Over the weekend, GAW Miners launched their cloud-based mining platform Hashlet. The system, which allows users to buy, rather than lease, hashing power in a cloud-based mining operation, was expected to have a significant demand as it went live. What wasn’t expected was that demand would be so high for the service that it would temporarily crash GAW Miners’ payment service, Shopify.
Reports on a variety of bitcoin-focused news sites claim that the traffic was high enough to effectively create a “natural DDoS” attack on Shopify’s servers, causing the payment gateway to return errors on over 100,000 online stores. The problem was quickly resolved by Shopify’s tech staff.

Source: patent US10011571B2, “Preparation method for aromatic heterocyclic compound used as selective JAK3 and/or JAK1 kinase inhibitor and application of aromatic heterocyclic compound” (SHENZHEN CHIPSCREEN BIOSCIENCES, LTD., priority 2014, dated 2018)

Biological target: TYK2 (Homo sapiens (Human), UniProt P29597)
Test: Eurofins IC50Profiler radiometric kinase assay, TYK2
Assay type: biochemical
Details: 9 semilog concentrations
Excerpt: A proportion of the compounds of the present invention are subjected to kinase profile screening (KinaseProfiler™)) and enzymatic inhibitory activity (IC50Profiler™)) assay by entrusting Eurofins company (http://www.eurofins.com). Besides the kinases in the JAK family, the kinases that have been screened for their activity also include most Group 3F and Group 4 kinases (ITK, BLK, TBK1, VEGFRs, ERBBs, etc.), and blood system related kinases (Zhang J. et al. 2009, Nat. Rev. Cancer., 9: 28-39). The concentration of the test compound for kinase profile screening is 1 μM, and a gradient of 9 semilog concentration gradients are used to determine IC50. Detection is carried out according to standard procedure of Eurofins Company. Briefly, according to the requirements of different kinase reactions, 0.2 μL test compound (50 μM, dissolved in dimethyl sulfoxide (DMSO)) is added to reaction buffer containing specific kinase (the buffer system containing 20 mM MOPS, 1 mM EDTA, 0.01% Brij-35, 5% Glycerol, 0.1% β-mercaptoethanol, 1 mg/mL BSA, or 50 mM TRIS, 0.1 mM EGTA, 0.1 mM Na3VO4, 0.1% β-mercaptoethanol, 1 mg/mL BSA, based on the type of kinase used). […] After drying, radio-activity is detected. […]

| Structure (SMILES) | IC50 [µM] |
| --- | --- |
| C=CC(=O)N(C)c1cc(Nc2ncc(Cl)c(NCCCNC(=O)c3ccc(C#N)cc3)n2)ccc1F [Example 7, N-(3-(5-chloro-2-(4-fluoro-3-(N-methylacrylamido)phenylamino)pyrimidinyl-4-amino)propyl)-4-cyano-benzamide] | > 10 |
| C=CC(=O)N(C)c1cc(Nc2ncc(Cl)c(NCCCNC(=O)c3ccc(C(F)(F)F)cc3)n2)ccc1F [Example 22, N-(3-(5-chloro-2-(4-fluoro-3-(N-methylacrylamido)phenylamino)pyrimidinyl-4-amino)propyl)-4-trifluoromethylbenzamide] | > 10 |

Speaking to Cryptocoins News about the event, GAW Miners CEO Josh Garza said: “We use Shopify, the largest e-commerce system in the world.
And we literally just brought it to its knees! … We knew the response was going to be big, but we didn’t know just how big it’d get.”
Garza added: “We’ve been politely asked to give advance warning next time.”
While the demand for a new product like Hashlet is understandable, from a mining perspective it’s not entirely clear if the pay-per-GH/s model GAW Miners has created is any more profitable than traditional mining systems, or offers significant advantages over lease-based mining.